client (n.) Look up client at
late 14c., from Anglo-French clyent (c. 1300), from Latin clientem (nominative cliens) "follower, retainer," perhaps a variant of present participle of cluere "listen, follow, obey" (see listen); or, more likely, from clinare "to incline, bend," from suffixed form of PIE root *klei- "to lean" (see lean (v.)).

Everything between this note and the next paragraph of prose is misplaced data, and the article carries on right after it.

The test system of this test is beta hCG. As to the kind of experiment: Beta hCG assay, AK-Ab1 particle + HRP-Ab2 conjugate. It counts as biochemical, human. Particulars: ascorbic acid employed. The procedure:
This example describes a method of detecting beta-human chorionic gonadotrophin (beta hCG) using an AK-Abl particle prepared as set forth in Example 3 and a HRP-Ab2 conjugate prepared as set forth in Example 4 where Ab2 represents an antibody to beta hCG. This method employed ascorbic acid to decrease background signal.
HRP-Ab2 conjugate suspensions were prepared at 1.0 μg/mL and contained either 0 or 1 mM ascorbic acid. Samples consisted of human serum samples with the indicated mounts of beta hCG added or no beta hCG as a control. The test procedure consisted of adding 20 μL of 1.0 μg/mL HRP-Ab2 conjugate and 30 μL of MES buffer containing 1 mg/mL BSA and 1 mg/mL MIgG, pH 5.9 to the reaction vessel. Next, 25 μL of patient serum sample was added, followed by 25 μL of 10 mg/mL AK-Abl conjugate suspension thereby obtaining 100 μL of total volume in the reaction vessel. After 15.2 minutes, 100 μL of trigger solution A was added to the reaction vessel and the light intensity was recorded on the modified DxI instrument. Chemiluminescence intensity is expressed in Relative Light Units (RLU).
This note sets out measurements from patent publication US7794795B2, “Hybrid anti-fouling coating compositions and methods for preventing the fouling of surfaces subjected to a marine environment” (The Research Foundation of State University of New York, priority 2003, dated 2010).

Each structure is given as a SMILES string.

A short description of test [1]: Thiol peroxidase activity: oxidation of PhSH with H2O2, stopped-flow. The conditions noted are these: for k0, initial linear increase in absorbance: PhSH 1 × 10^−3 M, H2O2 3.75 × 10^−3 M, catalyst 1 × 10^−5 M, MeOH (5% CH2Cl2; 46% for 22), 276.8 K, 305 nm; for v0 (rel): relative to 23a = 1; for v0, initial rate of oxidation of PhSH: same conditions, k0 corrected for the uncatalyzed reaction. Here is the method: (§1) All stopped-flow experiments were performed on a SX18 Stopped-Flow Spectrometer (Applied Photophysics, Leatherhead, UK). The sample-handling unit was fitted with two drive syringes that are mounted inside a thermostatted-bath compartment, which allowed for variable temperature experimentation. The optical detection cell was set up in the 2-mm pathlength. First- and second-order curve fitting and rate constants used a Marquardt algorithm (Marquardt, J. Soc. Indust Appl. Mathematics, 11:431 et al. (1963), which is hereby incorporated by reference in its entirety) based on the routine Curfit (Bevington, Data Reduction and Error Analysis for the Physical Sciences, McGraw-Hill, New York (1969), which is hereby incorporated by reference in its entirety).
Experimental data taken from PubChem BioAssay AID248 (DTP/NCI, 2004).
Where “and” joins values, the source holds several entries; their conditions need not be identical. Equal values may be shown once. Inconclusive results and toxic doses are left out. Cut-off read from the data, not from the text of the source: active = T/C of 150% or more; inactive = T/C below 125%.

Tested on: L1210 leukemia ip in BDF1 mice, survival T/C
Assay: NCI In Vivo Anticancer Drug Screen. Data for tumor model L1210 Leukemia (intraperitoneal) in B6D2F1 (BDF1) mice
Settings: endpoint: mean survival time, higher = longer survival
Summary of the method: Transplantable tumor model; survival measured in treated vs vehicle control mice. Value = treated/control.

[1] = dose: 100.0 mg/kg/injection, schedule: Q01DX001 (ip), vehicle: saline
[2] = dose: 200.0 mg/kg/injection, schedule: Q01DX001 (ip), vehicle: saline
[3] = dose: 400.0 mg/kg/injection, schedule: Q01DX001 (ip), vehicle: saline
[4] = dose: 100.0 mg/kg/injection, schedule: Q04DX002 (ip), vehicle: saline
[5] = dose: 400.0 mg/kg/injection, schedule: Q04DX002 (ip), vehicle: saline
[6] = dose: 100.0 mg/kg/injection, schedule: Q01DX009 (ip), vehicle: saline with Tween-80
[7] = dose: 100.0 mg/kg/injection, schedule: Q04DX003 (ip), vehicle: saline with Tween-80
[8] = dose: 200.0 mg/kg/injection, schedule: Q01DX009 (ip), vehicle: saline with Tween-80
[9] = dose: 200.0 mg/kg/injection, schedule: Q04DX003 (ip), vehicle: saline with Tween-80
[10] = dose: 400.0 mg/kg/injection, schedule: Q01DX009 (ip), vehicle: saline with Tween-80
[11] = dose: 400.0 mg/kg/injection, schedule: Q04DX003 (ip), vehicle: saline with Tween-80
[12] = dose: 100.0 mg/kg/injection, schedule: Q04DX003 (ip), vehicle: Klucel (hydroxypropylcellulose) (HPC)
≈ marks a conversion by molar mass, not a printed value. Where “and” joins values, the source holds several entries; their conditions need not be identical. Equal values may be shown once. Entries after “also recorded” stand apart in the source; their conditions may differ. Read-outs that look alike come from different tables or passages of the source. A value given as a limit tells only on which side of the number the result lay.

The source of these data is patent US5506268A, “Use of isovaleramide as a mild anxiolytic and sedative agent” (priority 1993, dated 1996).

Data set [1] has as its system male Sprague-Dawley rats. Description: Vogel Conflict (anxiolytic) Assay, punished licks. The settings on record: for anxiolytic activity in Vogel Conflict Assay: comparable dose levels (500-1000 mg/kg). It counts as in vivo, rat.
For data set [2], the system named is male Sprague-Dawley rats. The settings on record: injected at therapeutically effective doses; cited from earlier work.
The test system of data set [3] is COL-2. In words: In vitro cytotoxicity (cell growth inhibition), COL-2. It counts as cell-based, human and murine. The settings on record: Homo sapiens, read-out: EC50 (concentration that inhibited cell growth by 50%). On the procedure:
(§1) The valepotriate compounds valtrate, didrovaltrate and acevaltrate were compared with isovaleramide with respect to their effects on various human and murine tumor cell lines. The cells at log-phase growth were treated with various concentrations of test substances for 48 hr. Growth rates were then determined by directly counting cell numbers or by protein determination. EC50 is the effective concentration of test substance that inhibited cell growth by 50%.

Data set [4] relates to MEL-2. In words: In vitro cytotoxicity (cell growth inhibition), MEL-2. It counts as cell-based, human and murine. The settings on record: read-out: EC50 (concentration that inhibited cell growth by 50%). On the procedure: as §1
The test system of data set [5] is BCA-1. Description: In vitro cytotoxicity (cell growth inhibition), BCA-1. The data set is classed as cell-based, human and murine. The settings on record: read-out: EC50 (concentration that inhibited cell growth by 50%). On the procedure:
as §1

The ground sense apparently is of one who leans on another for protection. In ancient Rome, a plebeian under protection of a patrician (called patronus in this relationship; see patron); in English originally "a lawyer's customer," by c. 1600 extended to any customer.